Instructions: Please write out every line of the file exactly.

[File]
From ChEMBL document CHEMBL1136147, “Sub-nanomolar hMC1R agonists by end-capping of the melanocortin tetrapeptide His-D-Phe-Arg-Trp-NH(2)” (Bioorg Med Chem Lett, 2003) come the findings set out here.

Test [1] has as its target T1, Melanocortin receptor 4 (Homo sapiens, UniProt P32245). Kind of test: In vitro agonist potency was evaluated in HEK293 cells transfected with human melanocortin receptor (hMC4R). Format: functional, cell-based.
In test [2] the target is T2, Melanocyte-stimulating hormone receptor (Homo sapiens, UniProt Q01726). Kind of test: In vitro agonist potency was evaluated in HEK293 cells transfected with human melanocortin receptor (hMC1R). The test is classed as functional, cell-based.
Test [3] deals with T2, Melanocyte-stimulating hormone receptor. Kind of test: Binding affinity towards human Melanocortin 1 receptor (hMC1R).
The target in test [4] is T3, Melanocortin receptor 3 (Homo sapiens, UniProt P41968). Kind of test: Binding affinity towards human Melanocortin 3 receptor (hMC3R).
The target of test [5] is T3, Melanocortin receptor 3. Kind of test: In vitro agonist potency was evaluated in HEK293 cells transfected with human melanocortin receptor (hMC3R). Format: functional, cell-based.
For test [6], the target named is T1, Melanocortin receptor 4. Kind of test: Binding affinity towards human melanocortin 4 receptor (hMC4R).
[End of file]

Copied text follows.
From ChEMBL document CHEMBL1136147, “Sub-nanomolar hMC1R agonists by end-capping of the melanocortin tetrapeptide His-D-Phe-Arg-Trp-NH(2)” (Bioorg Med Chem Lett, 2003) come the findings set out here.

Test [1] has as its target T1, Melanocortin receptor 4 (Homo sapiens, UniProt P32245). Kind of test: In vitro agonist potency was evaluated in HEK293 cells transfected with human melanocortin receptor (hMC4R). Format: functional, cell-based.
In test [2] the target is T2, Melanocyte-stimulating hormone receptor (Homo sapiens, UniProt Q01726). Kind of test: In vitro agonist potency was evaluated in HEK293 cells transfected with human melanocortin receptor (hMC1R). The test is classed as functional, cell-based.
Test [3] deals with T2, Melanocyte-stimulating hormone receptor. Kind of test: Binding affinity towards human Melanocortin 1 receptor (hMC1R).
The target in test [4] is T3, Melanocortin receptor 3 (Homo sapiens, UniProt P41968). Kind of test: Binding affinity towards human Melanocortin 3 receptor (hMC3R).
The target of test [5] is T3, Melanocortin receptor 3. Kind of test: In vitro agonist potency was evaluated in HEK293 cells transfected with human melanocortin receptor (hMC3R). Format: functional, cell-based.
For test [6], the target named is T1, Melanocortin receptor 4. Kind of test: Binding affinity towards human melanocortin 4 receptor (hMC4R).